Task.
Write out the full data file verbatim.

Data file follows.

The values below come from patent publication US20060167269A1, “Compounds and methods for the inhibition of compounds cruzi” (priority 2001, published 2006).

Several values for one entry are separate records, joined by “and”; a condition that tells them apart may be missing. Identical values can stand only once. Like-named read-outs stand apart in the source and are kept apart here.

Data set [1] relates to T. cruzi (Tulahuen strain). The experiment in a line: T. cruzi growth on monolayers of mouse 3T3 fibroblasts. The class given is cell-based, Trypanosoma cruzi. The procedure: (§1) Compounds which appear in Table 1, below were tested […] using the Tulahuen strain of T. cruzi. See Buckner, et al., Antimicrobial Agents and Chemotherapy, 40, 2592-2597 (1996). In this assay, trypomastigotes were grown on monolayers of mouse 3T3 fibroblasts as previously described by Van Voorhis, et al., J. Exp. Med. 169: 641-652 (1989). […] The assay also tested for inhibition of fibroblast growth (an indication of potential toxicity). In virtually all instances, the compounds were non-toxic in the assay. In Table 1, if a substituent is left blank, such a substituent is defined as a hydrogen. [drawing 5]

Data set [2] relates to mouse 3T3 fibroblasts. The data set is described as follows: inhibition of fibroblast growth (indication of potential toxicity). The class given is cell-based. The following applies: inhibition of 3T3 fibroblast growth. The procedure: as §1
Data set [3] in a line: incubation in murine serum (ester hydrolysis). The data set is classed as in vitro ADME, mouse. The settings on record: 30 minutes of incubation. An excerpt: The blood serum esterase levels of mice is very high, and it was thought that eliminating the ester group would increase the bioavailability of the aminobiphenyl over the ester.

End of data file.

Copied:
The values below come from patent publication US20060167269A1, “Compounds and methods for the inhibition of compounds cruzi” (priority 2001, published 2006).

Several values for one entry are separate records, joined by “and”; a condition that tells them apart may be missing. Identical values can stand only once. Like-named read-outs stand apart in the source and are kept apart here.

Data set [1] relates to T. cruzi (Tulahuen strain). The experiment in a line: T. cruzi growth on monolayers of mouse 3T3 fibroblasts. The class given is cell-based, Trypanosoma cruzi. The procedure: (§1) Compounds which appear in Table 1, below were tested […] using the Tulahuen strain of T. cruzi. See Buckner, et al., Antimicrobial Agents and Chemotherapy, 40, 2592-2597 (1996). In this assay, trypomastigotes were grown on monolayers of mouse 3T3 fibroblasts as previously described by Van Voorhis, et al., J. Exp. Med. 169: 641-652 (1989). […] The assay also tested for inhibition of fibroblast growth (an indication of potential toxicity). In virtually all instances, the compounds were non-toxic in the assay. In Table 1, if a substituent is left blank, such a substituent is defined as a hydrogen. [drawing 5]

Data set [2] relates to mouse 3T3 fibroblasts. The data set is described as follows: inhibition of fibroblast growth (indication of potential toxicity). The class given is cell-based. The following applies: inhibition of 3T3 fibroblast growth. The procedure: as §1
Data set [3] in a line: incubation in murine serum (ester hydrolysis). The data set is classed as in vitro ADME, mouse. The settings on record: 30 minutes of incubation. An excerpt: The blood serum esterase levels of mice is very high, and it was thought that eliminating the ester group would increase the bioavailability of the aminobiphenyl over the ester.